QuAIL project announces advances in quantum tunneling achieved on D-Wave 2X

NASA welcomed members of the news media on December 8 to tour its Quantum Artificial Intelligence Laboratory (QuAIL) at Ames Research Center, providing attendees a rare glimpse inside the facility that houses a 1,097-qubit D-Wave 2X quantum computer. Researchers on NASA’s QuAIL team are using the system to investigate areas where quantum algorithms might someday dramatically improve the agency’s ability to solve difficult optimization problems in aeronautics, Earth and space sciences and space exploration.

The QuAIL project is a collaborative effort among NASA, Google and the Universities Space Research Association. Hartmut Neven, director of Engineering at Google was on-hand, and took advantage of the event to announce the group’s advances in quantum annealing. “We found that for problem instances involving nearly 1000 binary variables, quantum annealing significantly outperforms its classical counterpart, simulated annealing,” Neven said in a blog post related to the event. “It is more than 10^8 times faster than simulated annealing running on a single core.”

The Google Quantum AI team also tested against quantum Monte Carlo. “This is a method designed to emulate the behavior of quantum systems, but it runs on conventional processors. While the scaling with size between these two methods is comparable, they are again separated by a large factor sometimes as high as 10^8,” said Neven.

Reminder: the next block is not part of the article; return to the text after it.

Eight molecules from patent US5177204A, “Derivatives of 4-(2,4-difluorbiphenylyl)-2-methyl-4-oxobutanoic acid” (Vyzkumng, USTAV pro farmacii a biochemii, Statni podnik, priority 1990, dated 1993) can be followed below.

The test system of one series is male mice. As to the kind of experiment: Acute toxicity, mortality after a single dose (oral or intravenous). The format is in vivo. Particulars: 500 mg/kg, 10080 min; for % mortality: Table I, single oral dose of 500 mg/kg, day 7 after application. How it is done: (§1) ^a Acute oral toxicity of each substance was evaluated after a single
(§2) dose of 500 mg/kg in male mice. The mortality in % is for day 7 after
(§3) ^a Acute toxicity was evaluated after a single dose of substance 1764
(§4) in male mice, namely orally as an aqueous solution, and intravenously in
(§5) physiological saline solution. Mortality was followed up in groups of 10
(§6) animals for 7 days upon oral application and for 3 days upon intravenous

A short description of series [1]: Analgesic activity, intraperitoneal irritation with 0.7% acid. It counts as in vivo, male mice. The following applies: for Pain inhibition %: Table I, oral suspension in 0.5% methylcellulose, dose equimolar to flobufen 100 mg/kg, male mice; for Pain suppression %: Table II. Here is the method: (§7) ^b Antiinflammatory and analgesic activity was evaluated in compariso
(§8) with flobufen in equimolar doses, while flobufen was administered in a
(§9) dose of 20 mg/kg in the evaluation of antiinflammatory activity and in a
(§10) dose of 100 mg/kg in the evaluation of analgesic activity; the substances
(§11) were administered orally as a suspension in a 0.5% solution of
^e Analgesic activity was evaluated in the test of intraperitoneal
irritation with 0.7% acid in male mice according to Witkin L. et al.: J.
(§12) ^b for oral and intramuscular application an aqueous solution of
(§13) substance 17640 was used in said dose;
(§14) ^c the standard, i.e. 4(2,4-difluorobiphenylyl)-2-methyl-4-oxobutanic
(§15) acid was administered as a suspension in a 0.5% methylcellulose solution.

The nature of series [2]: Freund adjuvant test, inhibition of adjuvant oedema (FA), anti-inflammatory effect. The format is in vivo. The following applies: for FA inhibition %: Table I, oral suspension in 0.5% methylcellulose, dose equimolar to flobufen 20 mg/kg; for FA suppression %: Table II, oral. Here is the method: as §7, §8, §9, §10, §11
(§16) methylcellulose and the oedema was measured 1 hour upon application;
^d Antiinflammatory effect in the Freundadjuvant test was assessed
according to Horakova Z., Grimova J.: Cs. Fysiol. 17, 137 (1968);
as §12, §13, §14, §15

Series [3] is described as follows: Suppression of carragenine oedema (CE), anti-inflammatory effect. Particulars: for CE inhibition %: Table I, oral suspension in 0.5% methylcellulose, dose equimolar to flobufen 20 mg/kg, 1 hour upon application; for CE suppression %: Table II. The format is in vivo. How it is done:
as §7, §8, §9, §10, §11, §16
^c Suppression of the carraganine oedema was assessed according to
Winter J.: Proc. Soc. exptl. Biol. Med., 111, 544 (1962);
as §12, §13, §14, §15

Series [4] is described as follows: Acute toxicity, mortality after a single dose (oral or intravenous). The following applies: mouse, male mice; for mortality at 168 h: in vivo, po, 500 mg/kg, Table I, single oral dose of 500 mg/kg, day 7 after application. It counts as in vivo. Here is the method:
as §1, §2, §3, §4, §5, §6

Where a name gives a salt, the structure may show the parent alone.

He pulled these results from a proof of concept paper published the day of the event. The document both trumpets the advances made by D-Wave and the QuAiL project and tempers immediate expectations. “More work is needed to turn quantum enhanced optimization into a practical technology,” the researchers conclude. In the next generation of quantum annealers the team would like to “to increase the density and control precision of the connections between the qubits” and to engineer support for “the representation not only of quadratic optimization but of higher order optimization as well.”